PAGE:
Of course it's possible. We're talking about people here, not machines. It totally depends on the person acting as your "buyer's broker." In our case, our "buyer's broker" negotiated a reduction in the boat's price on his own initiative after we discovered a piece of equipment that wasn't even listed to be on the boat didn't work. And we continue to hear from local GB buyers who use him to help them find boats that he looks out for their interests the same as he looked out for ours. In some cases--- since the company he's the lead broker at tends to work with newer GBs--- he's gotten the price of a boat reduced by tens of thousands of dollars for his customers.

But that's him. It's why we continue to recommend him to people who ask us who a good person is to talk to about finding a GB. Are all "buyers brokers" like this? I have no clue. He's the only one we've ever used.
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Old 10-29-2012, 02:41 PM   #58
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I may tip before the work begins, and maybe again after. I want to be differentiated from the rich cheap bastards.
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Old 10-29-2012, 02:48 PM   #59
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I may tip before the work begins, and maybe again after. I want to be differentiated from the rich cheap bastards.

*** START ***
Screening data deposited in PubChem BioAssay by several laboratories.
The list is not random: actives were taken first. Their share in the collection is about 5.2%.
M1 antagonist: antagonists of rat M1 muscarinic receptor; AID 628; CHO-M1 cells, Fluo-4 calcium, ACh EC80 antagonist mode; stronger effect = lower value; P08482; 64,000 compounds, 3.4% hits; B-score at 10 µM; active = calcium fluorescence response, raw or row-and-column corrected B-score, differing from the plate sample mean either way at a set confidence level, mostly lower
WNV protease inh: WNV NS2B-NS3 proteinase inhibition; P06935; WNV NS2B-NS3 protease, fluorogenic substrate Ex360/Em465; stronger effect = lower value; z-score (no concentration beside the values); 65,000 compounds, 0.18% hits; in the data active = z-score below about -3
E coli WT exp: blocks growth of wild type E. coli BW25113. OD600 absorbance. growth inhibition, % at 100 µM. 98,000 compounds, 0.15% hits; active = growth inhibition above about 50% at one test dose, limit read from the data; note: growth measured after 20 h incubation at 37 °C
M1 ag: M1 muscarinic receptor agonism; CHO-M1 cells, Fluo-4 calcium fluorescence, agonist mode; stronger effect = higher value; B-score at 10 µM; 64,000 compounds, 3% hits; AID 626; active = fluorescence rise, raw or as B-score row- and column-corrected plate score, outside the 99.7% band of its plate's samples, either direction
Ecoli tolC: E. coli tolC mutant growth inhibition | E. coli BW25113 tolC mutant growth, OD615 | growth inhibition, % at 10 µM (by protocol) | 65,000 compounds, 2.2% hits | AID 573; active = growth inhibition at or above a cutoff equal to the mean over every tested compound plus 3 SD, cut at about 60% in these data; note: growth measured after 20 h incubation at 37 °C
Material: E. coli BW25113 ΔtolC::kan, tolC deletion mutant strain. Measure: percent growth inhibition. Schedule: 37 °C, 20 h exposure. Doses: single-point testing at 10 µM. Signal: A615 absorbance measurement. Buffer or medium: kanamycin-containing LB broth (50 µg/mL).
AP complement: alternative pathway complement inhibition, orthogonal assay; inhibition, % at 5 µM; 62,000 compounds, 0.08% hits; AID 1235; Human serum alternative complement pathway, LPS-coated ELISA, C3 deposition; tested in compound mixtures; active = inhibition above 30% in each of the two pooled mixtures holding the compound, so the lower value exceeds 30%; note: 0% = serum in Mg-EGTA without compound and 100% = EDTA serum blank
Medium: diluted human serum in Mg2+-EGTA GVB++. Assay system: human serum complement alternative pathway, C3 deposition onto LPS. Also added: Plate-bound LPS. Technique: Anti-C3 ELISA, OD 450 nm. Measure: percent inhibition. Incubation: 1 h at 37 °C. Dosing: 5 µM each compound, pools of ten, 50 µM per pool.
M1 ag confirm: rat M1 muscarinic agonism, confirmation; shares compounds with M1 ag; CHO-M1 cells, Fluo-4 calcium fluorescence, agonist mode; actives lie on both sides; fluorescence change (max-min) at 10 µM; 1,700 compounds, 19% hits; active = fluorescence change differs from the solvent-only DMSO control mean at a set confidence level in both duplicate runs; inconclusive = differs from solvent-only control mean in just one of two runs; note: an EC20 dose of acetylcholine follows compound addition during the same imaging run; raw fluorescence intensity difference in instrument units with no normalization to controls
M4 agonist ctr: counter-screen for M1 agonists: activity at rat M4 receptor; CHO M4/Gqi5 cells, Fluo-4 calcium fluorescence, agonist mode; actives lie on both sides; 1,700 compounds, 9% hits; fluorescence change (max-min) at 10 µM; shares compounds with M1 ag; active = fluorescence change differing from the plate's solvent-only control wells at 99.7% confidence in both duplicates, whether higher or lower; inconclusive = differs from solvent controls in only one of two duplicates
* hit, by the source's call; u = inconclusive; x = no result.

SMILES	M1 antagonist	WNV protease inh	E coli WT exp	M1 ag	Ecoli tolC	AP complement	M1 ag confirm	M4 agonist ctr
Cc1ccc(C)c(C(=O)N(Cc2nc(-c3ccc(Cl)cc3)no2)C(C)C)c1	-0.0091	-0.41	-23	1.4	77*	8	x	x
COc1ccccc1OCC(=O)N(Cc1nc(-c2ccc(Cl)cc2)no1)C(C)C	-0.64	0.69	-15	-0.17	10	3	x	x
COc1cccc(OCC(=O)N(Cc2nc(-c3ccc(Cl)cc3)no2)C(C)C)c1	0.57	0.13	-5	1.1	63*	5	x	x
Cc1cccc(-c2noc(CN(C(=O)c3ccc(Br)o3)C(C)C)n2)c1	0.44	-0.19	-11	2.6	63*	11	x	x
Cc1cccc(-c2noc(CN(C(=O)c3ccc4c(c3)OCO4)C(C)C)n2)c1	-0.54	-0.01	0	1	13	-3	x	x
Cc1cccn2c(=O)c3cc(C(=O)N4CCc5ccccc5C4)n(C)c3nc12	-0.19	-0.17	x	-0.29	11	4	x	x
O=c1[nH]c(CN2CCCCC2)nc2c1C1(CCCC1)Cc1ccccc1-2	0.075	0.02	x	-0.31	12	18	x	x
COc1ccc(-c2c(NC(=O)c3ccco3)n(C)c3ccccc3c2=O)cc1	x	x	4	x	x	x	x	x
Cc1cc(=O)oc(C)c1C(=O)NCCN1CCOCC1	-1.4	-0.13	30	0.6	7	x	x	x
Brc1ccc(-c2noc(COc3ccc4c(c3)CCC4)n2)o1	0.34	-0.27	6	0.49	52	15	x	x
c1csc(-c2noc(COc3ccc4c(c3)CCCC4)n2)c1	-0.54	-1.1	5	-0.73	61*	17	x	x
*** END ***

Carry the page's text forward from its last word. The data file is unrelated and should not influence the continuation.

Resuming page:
But Jeff, in your case you're doing the work yourself so do you tip yourself?
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Old 10-29-2012, 03:01 PM   #60
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Would they have been allowed to anchor in the cove without paying a fee? Does the fee include privileges such as restrooms, showers, trash dumping?

Some local governments have placed mooring balls in former anchorages and outlawed anchoring, presumably to collect revenue from those who formerly were able to anchor in the area for free. That seems unfair. It's not like charging for parking on a street where they own the street. They don't "own" the water.
Angel Island is a state park. There are several but less-protected anchorage locations around the island, but no anchoring that I'm aware of in Ayala Cove. There are boat berths for day use only and the moorage for day/night use. There are toilet facilities and trash cans ashore. ... Hate to imagine the chaos of unregulated anchoring in the cove, especially with the quirky tidal currents along with the frequent ferry services.